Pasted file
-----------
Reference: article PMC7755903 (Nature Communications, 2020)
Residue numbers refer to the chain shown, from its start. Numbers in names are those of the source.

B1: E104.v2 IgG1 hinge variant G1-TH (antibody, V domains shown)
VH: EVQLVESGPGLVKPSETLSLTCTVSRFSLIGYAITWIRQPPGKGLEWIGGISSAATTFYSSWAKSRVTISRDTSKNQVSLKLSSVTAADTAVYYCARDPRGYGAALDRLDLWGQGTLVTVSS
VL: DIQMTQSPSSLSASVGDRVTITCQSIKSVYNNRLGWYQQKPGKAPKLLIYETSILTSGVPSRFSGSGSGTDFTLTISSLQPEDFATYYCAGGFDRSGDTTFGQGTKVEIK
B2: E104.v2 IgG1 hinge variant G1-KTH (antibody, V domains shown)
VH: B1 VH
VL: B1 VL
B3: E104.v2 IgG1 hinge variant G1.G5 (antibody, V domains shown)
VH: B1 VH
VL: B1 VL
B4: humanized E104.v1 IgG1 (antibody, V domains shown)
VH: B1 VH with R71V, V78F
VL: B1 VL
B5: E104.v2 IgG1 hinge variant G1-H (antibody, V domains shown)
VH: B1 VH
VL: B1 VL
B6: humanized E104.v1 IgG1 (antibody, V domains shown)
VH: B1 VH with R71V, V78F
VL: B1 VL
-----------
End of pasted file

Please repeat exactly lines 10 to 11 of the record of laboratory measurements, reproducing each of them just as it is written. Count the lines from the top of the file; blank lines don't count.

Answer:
VH: B1 VH
VL: B1 VL